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reseller, currently, a few data centers have some different data that should be everywhere in a few days. I'll keep people posted on the status of things, and collect feedback closer to the end after things are settling down more. I'd expect that things will be back to their normal level of everflux by New Orleans. But we do have incremental indexing after all, so it's normal to expect a certain amount of change to the index every day or so (aka everflux).
In fact, everflux is a pretty good analogy. If you go back to summer 2003, update Fritz was the beginning of the transition from a monthly update to an incremental index. It caused a lot of comments, because plenty of people were happy with an index that only changed once a month. A lot of the thickness in my hide started with Fritz during summer two years ago. happy! Summer in the northern hemisphere is often a good time for a search engines to work on revamping different parts of our system and improving our quality; typically search engine traffic is lower in the summer due to seasonality. So the summer is a good time to think about things like bringing in new signals of quality and ways to rank pages, plus doing things like reorganizing our webmaster pages, etc. etc.
It's true that the summer (northern hemisphere) is when traffic is lower and sometimes it's easier to roll new things into crawling/indexing/scoring. I wouldn't be at all surprised if we worked on revamping our webmaster pages, for example. The SEO and quality guidelines pages have aged pretty well, but other parts of the webmaster section need to be reorganized; there's a few places where there's the same info (e.g. about robots.txt) repeated in several places or scattered over different pages. It's not trivial to reorganize that much info, esp. since it's translated into so many languages. But better to go ahead and start, and then if we want to tune those pages later, that's okay. I've been aching for a long time to mention somewhere official that sites shouldn't use "&id=" as a parameter if they want maximal Googlebot crawlage, for example. So many sites use "&id=" with session IDs that Googlebot usually avoids urls with that parameter, but we've only mentioned that here and on a few other places. Getting started on things like that will be nice. I appreciate the people who sat down and tried to tease out the info on our current webmaster pages and organize it more logically.
I have to admit that I'm so conditioned to our regular snippets that when we show one of the other types of descriptions, it's a little jarring for me. But I've been keeping an open mind and trying to figure out when I like it vs. when it just keeps me from getting the info I want faster. :)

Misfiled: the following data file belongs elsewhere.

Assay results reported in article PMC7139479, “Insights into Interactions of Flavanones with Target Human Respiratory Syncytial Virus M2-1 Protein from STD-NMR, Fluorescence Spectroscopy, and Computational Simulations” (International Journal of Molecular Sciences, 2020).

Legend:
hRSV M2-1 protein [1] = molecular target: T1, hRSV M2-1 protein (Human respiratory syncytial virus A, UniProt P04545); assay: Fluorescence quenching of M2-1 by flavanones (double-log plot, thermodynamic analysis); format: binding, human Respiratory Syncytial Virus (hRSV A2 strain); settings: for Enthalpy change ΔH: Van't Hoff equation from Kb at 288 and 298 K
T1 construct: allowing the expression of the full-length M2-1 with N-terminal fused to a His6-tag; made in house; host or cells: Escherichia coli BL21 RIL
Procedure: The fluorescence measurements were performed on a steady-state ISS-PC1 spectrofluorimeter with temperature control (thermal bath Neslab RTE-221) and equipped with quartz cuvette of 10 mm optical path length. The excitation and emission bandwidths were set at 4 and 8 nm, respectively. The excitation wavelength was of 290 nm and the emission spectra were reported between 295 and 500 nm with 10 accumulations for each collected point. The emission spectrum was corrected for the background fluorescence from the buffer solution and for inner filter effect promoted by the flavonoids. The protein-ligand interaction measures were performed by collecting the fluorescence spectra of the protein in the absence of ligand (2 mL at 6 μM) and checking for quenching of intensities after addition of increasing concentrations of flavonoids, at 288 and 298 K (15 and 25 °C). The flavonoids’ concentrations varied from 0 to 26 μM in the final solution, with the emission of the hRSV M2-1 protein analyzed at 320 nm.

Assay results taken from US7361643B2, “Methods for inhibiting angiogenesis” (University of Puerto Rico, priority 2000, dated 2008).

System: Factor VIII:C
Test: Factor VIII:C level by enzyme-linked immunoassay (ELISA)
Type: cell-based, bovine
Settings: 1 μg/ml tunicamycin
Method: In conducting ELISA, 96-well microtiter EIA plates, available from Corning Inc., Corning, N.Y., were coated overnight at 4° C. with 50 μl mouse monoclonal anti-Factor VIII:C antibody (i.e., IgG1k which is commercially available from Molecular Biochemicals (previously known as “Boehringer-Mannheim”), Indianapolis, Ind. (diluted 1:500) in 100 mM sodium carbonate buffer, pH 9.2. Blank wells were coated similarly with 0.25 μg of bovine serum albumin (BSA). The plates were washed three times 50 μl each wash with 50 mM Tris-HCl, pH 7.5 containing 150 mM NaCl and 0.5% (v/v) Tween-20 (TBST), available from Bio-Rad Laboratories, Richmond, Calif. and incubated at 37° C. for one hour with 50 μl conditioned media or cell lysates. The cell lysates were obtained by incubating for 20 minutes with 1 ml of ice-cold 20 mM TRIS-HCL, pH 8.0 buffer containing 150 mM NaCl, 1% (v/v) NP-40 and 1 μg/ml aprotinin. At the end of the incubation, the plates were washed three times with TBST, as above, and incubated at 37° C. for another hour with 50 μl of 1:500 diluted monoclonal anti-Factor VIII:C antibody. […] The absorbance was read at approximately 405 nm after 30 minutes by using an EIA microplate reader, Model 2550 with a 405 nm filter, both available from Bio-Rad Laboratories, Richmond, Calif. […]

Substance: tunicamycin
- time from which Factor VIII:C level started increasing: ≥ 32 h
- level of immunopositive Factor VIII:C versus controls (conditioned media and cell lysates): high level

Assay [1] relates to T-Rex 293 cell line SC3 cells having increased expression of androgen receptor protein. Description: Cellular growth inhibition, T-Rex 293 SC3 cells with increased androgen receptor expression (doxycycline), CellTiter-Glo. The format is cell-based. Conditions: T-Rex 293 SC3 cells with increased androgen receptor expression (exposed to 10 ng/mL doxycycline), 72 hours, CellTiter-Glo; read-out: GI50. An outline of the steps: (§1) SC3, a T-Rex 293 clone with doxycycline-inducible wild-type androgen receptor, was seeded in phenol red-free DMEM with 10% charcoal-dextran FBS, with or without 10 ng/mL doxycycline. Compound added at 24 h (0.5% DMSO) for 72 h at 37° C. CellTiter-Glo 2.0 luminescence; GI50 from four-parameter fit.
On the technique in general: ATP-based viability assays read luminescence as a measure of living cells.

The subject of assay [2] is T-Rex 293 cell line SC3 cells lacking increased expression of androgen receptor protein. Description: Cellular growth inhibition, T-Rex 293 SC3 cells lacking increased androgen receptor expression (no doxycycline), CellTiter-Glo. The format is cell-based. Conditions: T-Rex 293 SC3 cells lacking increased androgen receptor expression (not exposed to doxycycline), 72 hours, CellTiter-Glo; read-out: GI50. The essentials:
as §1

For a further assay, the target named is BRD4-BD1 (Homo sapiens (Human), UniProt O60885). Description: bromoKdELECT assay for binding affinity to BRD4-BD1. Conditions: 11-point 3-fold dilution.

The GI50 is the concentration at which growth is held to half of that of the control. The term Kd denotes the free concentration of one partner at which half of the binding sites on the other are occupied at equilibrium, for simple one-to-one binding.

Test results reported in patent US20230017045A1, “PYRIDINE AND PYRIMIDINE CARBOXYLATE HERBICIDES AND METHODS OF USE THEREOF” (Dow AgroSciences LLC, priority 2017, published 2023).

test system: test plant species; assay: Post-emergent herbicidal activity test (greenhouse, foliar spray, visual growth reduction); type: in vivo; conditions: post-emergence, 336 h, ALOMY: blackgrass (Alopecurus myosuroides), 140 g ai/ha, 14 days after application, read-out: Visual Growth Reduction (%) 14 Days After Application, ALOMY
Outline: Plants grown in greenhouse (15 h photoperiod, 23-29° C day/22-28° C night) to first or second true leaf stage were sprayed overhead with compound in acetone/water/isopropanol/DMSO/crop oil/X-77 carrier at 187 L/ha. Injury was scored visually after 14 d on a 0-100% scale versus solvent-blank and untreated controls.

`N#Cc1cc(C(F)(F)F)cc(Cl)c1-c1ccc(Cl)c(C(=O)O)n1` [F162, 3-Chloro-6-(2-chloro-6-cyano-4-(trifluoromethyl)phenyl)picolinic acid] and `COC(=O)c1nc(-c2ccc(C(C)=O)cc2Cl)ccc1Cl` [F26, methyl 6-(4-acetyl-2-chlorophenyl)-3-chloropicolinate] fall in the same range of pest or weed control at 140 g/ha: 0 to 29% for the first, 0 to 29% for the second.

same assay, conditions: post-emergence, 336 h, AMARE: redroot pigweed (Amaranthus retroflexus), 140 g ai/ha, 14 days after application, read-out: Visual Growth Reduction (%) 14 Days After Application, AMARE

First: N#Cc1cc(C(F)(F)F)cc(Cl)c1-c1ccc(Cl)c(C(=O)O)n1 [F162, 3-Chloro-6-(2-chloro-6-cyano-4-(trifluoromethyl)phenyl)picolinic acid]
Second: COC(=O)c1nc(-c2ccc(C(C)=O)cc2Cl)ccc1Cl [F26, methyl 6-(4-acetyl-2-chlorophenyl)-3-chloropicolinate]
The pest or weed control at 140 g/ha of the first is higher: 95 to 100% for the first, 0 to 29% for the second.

Just as a guide for people who don't eat and breathe WebmasterWorld, we typically show new backlink sample sets every 3-5 weeks or so. We have a bank of machines that computes PageRank continuously (and continually, I suppose; I wasn't an English major), but we only export new visible PageRanks every 3-4 months or so.
I've never heard the suggestion that Google would penalize for iframes before reading it in the thread. Plenty of legit sites use iframes, so it wouldn't make sense to penalize for it. Powdork gave the right response in message 337 of the first Bourbon thread. Now I can easily believe that some search engine spiders would have trouble with iframes just like some spiders have trouble with frames. But I wouldn't expect iframes to cause any penalties.
So the high-order bits to bear in mind are
- make it as easy as possible for search engines and spiders; save calculation by giving absolute instead of relative links.
- be consistent. Make a decision on www vs. non-www and follow the same convention consistently for all the links on your site. Use permanent redirects to keep spiders fetching the correct page.
Those rules of thumb will serve you well no matter what with every search engine, not just with Google. Of course, the vast majority of the time a search engine will handle a situation correctly, but anything that you can do to reduce the chance of a problem is a good idea. If you don't see any problems with your existing site, I wouldn't bother going back and changing or rewriting links. But it's something good to bear in mind when making new sites, for example.
Like I mentioned before, summer is a good time to work on pulling in new pieces of infrastructure and ways to rank/score pages. I'd look for us to keep finding new ways to get info out to webmasters (having my own roomy thread to post in helps! :), and hopefully provide more ways for webmasters to give info back to us as well. :)